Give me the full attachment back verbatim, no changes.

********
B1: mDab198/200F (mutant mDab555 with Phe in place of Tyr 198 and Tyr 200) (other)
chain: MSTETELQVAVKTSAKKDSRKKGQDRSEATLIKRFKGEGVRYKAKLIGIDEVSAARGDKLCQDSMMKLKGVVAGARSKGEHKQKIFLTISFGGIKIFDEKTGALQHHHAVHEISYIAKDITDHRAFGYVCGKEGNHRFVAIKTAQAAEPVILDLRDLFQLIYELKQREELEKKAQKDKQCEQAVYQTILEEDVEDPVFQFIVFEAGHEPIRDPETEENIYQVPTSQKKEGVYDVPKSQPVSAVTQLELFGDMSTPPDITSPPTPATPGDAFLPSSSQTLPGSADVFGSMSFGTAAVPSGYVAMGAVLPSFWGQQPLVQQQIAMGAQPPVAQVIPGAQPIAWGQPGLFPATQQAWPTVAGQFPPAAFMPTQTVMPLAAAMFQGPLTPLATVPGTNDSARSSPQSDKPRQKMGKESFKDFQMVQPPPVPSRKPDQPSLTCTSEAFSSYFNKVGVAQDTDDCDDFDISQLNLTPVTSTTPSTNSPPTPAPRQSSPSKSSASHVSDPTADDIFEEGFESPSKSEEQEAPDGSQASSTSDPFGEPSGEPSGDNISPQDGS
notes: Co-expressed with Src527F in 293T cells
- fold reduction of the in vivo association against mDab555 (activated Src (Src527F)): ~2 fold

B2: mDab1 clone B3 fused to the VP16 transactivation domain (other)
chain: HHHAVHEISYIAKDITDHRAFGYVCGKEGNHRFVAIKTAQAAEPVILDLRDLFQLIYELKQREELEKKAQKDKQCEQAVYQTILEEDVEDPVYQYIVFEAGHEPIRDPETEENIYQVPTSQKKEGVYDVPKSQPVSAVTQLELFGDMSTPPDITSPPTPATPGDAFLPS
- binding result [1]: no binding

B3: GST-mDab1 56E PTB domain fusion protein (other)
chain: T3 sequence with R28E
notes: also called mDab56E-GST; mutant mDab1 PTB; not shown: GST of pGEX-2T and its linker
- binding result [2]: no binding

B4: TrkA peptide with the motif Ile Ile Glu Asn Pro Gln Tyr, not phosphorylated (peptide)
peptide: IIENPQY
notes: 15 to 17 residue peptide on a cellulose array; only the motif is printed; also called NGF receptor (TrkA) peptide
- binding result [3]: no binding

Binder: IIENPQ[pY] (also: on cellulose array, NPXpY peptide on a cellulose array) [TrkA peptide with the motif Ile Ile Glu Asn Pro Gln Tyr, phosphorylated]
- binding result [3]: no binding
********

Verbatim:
B1: mDab198/200F (mutant mDab555 with Phe in place of Tyr 198 and Tyr 200) (other)
chain: MSTETELQVAVKTSAKKDSRKKGQDRSEATLIKRFKGEGVRYKAKLIGIDEVSAARGDKLCQDSMMKLKGVVAGARSKGEHKQKIFLTISFGGIKIFDEKTGALQHHHAVHEISYIAKDITDHRAFGYVCGKEGNHRFVAIKTAQAAEPVILDLRDLFQLIYELKQREELEKKAQKDKQCEQAVYQTILEEDVEDPVFQFIVFEAGHEPIRDPETEENIYQVPTSQKKEGVYDVPKSQPVSAVTQLELFGDMSTPPDITSPPTPATPGDAFLPSSSQTLPGSADVFGSMSFGTAAVPSGYVAMGAVLPSFWGQQPLVQQQIAMGAQPPVAQVIPGAQPIAWGQPGLFPATQQAWPTVAGQFPPAAFMPTQTVMPLAAAMFQGPLTPLATVPGTNDSARSSPQSDKPRQKMGKESFKDFQMVQPPPVPSRKPDQPSLTCTSEAFSSYFNKVGVAQDTDDCDDFDISQLNLTPVTSTTPSTNSPPTPAPRQSSPSKSSASHVSDPTADDIFEEGFESPSKSEEQEAPDGSQASSTSDPFGEPSGEPSGDNISPQDGS
notes: Co-expressed with Src527F in 293T cells
- fold reduction of the in vivo association against mDab555 (activated Src (Src527F)): ~2 fold

B2: mDab1 clone B3 fused to the VP16 transactivation domain (other)
chain: HHHAVHEISYIAKDITDHRAFGYVCGKEGNHRFVAIKTAQAAEPVILDLRDLFQLIYELKQREELEKKAQKDKQCEQAVYQTILEEDVEDPVYQYIVFEAGHEPIRDPETEENIYQVPTSQKKEGVYDVPKSQPVSAVTQLELFGDMSTPPDITSPPTPATPGDAFLPS
- binding result [1]: no binding

B3: GST-mDab1 56E PTB domain fusion protein (other)
chain: T3 sequence with R28E
notes: also called mDab56E-GST; mutant mDab1 PTB; not shown: GST of pGEX-2T and its linker
- binding result [2]: no binding

B4: TrkA peptide with the motif Ile Ile Glu Asn Pro Gln Tyr, not phosphorylated (peptide)
peptide: IIENPQY
notes: 15 to 17 residue peptide on a cellulose array; only the motif is printed; also called NGF receptor (TrkA) peptide
- binding result [3]: no binding

Binder: IIENPQ[pY] (also: on cellulose array, NPXpY peptide on a cellulose array) [TrkA peptide with the motif Ile Ile Glu Asn Pro Gln Tyr, phosphorylated]
- binding result [3]: no binding